The Lowdown on Damp and How It Affects Your Property
It’s one of the most feared words in a home owner’s vocabulary and to make matters even more complicated, damp comes in all shapes of sizes. Make a bad decision, and you can be left with all sorts of water damage that needs addressing. Get it right, and everyone lives happily ever after. Following on from the above, let’s take a look at the different types of damp and just how it affects your property.
The first type of damp on the agenda is rising damp. This is one of those problems where you don’t need any scientific equipment to help you on your way; you can usually see it a mile away. It tends to resemble tide marks that climb their way up the wall, although never surpass one meter in height.
The problem occurs when water from the ground rises through the walls. The main reason why this happens is usually because a damp-proof course hasn’t been fitted. This tends to have occurred in older properties, which weren’t subjected to the same building regulations that modern-day construction needs to adhere to.
While the ideal solution is to install a damp-proof course, there are injectable ones that can make the job much easier for you.
Another common form is penetrating damp. This time, the damp arrives from the outside walls, with water tending to seep straight through into the internal walls.
This type of damp can occur in those houses which are heavily exposed to the weather, which tends to happen in coastal areas. It can also be a problem if you have a leaking pipe, or something else which is subjecting one of your walls to a large amount of water.
These reasons tend to be much easier to combat than rising damp, and your main aim is generally preventing as much water from coming into contact with the wall.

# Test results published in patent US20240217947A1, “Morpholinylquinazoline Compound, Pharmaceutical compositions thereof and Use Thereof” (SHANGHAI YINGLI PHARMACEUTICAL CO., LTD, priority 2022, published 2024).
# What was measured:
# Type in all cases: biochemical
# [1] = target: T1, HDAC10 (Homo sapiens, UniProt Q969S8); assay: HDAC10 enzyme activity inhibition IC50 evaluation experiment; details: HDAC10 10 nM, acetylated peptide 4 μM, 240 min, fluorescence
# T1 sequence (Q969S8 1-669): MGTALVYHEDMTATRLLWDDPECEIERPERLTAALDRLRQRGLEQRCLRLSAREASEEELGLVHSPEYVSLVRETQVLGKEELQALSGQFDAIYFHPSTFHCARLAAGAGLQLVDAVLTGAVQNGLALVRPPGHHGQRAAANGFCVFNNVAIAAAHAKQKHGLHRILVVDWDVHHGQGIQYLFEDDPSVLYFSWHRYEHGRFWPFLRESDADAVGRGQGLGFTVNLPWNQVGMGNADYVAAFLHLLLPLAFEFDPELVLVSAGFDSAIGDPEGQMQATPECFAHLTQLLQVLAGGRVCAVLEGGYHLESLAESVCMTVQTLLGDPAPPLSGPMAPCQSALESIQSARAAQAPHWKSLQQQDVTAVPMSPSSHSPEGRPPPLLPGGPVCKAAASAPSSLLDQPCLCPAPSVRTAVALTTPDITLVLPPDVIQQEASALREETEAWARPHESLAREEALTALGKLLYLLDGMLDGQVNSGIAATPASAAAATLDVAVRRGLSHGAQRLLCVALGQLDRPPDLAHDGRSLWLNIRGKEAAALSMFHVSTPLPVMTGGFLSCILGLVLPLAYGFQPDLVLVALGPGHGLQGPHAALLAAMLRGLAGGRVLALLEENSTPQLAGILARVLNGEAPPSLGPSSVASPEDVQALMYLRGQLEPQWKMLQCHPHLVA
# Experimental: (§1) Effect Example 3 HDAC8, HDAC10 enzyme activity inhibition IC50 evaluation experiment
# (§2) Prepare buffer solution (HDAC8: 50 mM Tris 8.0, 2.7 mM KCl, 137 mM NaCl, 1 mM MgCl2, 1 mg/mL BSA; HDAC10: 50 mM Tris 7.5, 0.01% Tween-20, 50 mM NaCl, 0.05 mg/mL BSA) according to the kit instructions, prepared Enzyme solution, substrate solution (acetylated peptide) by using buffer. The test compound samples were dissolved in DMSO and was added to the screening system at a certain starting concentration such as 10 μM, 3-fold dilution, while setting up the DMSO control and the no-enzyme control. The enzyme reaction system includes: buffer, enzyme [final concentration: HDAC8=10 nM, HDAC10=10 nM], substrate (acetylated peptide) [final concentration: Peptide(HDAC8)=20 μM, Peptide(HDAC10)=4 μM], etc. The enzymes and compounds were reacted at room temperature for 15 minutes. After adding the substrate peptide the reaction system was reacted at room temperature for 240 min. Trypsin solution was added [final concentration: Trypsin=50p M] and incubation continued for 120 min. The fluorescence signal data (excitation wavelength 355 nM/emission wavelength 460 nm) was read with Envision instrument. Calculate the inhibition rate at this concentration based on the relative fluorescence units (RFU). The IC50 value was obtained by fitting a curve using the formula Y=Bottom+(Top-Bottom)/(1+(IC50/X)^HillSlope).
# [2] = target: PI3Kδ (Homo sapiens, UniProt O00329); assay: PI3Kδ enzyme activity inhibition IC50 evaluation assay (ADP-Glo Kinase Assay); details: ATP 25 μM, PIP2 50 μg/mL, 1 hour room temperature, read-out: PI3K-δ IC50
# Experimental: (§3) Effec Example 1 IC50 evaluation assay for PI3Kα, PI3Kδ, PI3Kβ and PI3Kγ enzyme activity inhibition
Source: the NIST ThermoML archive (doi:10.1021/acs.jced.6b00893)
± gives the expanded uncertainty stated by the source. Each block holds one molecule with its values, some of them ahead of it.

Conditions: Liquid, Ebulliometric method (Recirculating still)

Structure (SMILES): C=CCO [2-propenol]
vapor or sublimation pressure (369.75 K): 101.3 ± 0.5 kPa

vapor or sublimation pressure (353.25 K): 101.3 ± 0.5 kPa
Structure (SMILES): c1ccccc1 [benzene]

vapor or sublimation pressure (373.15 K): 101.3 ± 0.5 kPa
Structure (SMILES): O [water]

Something that is often mistaken for the above two problems is condensation. Quite often, condensation occurs due to lifestyle issues. For example, you might be drying your closes in a confined space, where the temperature variance is substantial in comparison to other rooms in the house. In turn, this results in extra water vapor hitting the air and thus forming condensation.
However, the top and bottom of condensation in most cases is a lack of ventilation. This is one of the reasons why older houses are particularly susceptible to the problem, and why you should inspect the window and doorframes very closely if you are in the market for a new home that you think might be affected by the problem.
It’s worth highlighting that condensation and damp both carry significant health concerns, particularly if the issue has developed into black mold. For those households with children or the elderly residing in them, it goes without saying that this can be extremely dangerous and needs to be attended to as a matter of urgency.
Images from Mews House by Hogarth Architects – See the Full Story Here